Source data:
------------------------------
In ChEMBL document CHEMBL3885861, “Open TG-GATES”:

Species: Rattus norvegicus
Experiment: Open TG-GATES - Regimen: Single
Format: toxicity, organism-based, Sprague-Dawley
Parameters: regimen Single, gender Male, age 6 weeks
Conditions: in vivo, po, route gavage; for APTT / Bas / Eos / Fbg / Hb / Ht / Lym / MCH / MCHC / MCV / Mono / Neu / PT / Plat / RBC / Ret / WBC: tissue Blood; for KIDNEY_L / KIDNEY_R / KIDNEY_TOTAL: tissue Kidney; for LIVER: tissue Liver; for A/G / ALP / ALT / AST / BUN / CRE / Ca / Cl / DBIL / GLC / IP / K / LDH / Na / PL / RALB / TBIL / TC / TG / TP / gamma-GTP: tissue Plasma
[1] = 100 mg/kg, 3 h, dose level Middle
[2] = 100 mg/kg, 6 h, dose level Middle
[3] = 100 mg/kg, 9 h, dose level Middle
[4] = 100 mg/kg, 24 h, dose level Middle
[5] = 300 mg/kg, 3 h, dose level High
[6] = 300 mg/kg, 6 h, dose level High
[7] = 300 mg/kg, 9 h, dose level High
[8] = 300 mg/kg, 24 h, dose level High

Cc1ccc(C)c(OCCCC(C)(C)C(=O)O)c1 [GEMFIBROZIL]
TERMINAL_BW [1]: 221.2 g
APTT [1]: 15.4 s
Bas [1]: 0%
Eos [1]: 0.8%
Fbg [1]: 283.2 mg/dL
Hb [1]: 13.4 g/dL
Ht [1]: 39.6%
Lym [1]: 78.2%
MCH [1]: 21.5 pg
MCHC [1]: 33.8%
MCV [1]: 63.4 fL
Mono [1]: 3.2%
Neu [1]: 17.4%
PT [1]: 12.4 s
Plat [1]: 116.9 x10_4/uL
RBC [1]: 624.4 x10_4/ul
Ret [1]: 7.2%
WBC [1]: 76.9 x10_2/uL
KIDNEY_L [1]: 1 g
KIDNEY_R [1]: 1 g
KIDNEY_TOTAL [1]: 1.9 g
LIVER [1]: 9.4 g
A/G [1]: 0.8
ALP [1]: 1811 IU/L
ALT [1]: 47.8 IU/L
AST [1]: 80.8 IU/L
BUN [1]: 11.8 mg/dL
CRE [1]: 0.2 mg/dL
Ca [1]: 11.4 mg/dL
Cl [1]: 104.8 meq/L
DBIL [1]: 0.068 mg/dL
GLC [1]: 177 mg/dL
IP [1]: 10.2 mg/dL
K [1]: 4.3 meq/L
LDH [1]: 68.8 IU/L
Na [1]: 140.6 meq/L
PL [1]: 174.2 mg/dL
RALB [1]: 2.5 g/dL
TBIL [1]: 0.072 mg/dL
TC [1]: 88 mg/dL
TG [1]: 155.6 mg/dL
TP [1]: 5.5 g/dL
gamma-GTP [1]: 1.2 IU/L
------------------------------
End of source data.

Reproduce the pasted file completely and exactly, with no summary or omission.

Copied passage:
In ChEMBL document CHEMBL3885861, “Open TG-GATES”:

Species: Rattus norvegicus
Experiment: Open TG-GATES - Regimen: Single
Format: toxicity, organism-based, Sprague-Dawley
Parameters: regimen Single, gender Male, age 6 weeks
Conditions: in vivo, po, route gavage; for APTT / Bas / Eos / Fbg / Hb / Ht / Lym / MCH / MCHC / MCV / Mono / Neu / PT / Plat / RBC / Ret / WBC: tissue Blood; for KIDNEY_L / KIDNEY_R / KIDNEY_TOTAL: tissue Kidney; for LIVER: tissue Liver; for A/G / ALP / ALT / AST / BUN / CRE / Ca / Cl / DBIL / GLC / IP / K / LDH / Na / PL / RALB / TBIL / TC / TG / TP / gamma-GTP: tissue Plasma
[1] = 100 mg/kg, 3 h, dose level Middle
[2] = 100 mg/kg, 6 h, dose level Middle
[3] = 100 mg/kg, 9 h, dose level Middle
[4] = 100 mg/kg, 24 h, dose level Middle
[5] = 300 mg/kg, 3 h, dose level High
[6] = 300 mg/kg, 6 h, dose level High
[7] = 300 mg/kg, 9 h, dose level High
[8] = 300 mg/kg, 24 h, dose level High

Cc1ccc(C)c(OCCCC(C)(C)C(=O)O)c1 [GEMFIBROZIL]
TERMINAL_BW [1]: 221.2 g
APTT [1]: 15.4 s
Bas [1]: 0%
Eos [1]: 0.8%
Fbg [1]: 283.2 mg/dL
Hb [1]: 13.4 g/dL
Ht [1]: 39.6%
Lym [1]: 78.2%
MCH [1]: 21.5 pg
MCHC [1]: 33.8%
MCV [1]: 63.4 fL
Mono [1]: 3.2%
Neu [1]: 17.4%
PT [1]: 12.4 s
Plat [1]: 116.9 x10_4/uL
RBC [1]: 624.4 x10_4/ul
Ret [1]: 7.2%
WBC [1]: 76.9 x10_2/uL
KIDNEY_L [1]: 1 g
KIDNEY_R [1]: 1 g
KIDNEY_TOTAL [1]: 1.9 g
LIVER [1]: 9.4 g
A/G [1]: 0.8
ALP [1]: 1811 IU/L
ALT [1]: 47.8 IU/L
AST [1]: 80.8 IU/L
BUN [1]: 11.8 mg/dL
CRE [1]: 0.2 mg/dL
Ca [1]: 11.4 mg/dL
Cl [1]: 104.8 meq/L
DBIL [1]: 0.068 mg/dL
GLC [1]: 177 mg/dL
IP [1]: 10.2 mg/dL
K [1]: 4.3 meq/L
LDH [1]: 68.8 IU/L
Na [1]: 140.6 meq/L
PL [1]: 174.2 mg/dL
RALB [1]: 2.5 g/dL
TBIL [1]: 0.072 mg/dL
TC [1]: 88 mg/dL
TG [1]: 155.6 mg/dL
TP [1]: 5.5 g/dL
gamma-GTP [1]: 1.2 IU/L